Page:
“This webpage contains content that will not be delivered using a secure HTTPS connection, which could compromise the security of the entire webpage.”
Undoubtedly, you have seen this message while browsing a site over SSL using Internet Explorer. Chrome, Firefox, Opera, and Safari have similar messages. All the message means is that one or more of the resources referenced in the web page are being served via HTTP instead of HTTPS and that this could compromise security.
Most of the time, the violations come from innocuous image references. But this will make your end-users nervous and it can easily be avoided. If you are a coder, you may have written logic akin to “if this page is secured, then prepend the urls with https, if not, use http”. But there is no real need to do that. You can instead use protocol relative URLs. The solution is simple, instead of something like this:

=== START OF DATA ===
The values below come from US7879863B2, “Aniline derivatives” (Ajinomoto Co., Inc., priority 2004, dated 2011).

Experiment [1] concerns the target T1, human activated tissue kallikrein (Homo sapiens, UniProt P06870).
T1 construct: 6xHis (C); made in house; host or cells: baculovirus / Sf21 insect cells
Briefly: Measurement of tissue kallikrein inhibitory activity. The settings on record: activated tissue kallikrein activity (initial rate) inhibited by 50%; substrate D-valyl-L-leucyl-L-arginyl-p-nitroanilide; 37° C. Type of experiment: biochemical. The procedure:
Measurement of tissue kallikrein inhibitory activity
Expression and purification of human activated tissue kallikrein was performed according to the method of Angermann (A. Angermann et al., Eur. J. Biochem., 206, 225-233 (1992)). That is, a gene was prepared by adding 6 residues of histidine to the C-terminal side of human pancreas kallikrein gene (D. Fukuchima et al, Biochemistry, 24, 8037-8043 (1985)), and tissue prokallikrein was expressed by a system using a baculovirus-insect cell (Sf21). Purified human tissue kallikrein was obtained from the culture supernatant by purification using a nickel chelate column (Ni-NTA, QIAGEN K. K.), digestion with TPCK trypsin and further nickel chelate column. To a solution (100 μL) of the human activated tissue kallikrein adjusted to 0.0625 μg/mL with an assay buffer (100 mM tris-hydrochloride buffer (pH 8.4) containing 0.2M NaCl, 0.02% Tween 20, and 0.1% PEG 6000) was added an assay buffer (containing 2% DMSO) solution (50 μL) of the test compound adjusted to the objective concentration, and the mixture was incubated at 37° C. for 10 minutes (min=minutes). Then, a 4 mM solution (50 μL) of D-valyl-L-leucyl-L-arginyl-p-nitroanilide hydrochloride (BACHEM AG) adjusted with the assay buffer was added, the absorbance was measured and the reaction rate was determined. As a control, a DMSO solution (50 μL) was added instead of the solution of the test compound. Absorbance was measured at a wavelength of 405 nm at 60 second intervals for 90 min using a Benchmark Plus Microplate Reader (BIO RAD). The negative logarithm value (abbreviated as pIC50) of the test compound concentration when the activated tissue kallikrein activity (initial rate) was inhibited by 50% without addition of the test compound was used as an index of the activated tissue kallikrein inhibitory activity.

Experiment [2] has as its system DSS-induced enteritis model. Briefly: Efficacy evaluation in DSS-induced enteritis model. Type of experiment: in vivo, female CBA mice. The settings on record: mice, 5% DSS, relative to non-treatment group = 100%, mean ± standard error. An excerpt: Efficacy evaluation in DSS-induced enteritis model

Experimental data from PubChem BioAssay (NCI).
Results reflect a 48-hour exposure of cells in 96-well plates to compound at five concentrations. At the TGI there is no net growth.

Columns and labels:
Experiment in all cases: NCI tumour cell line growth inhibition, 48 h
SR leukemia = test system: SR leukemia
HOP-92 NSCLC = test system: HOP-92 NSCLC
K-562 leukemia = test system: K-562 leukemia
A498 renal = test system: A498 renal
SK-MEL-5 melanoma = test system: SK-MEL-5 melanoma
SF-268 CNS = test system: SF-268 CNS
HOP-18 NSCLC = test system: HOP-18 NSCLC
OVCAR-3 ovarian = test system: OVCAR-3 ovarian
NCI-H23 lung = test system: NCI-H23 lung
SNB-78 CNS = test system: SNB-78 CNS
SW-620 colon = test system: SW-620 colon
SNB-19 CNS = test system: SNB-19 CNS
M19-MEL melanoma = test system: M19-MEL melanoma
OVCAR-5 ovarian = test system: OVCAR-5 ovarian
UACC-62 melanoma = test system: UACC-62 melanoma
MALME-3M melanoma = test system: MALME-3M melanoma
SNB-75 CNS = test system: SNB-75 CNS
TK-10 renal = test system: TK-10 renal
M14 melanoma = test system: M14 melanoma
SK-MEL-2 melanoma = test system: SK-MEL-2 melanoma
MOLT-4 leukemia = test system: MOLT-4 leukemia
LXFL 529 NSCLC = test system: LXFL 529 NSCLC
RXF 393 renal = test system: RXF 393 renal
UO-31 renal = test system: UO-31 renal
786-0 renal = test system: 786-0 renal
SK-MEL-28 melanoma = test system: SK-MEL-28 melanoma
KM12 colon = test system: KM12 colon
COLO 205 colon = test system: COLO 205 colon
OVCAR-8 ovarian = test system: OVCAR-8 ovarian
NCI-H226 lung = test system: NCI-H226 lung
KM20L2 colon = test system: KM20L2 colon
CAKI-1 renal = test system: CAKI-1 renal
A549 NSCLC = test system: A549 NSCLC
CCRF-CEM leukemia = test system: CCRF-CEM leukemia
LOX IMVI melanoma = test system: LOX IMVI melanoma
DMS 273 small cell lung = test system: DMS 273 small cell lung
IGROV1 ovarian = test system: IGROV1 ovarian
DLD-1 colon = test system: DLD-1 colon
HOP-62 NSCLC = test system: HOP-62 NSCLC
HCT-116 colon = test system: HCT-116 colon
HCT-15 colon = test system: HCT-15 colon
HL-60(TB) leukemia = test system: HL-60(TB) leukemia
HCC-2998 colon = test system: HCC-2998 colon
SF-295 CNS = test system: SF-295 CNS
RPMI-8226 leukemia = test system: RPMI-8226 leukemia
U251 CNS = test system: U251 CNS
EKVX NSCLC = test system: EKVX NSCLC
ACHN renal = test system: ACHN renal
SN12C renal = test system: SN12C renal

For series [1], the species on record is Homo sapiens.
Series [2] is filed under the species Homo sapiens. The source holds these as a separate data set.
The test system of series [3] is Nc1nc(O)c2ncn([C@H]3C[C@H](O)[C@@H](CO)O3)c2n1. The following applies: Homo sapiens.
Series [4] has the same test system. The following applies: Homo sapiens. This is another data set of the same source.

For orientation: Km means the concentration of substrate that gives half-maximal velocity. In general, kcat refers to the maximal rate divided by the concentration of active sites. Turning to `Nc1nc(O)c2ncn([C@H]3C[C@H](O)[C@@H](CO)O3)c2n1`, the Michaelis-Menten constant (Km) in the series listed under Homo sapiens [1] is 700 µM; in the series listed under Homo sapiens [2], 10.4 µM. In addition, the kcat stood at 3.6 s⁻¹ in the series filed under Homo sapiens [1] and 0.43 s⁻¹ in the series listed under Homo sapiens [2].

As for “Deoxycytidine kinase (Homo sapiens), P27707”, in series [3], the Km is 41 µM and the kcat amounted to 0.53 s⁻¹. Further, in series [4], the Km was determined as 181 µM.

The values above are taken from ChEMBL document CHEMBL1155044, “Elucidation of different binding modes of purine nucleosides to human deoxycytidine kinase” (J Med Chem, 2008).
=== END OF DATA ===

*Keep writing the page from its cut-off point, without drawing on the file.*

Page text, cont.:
<img src="<%=Protocol%>://contoso.com/image.png" alt="My Image" />
<img src="//contoso.com/image.png" alt="My Image" />
The details of protocol relative URLs can be found in the meat of Section 4.2 of RFC 3986.
This solution isn’t perfect. There are at least two “side-effects” of using protocol relative URLs:
- Resources could be “loaded twice” before your browser caches them: once when served from an unsecured page (http://) and again when served from a secured page (https://).
- CSS files are “double-loaded” in IE7 and IE8: If you watch the network activity with a tool like Fiddler, you will see that two requests are made for every protocol relative CSS in IE7 and IE8. Fortunately, these browsers are getting older by the minute.
And of course, you would only need protocol relative URLs if your site is switching contexts between HTTP and HTTPS. 🙂
Hope this helps!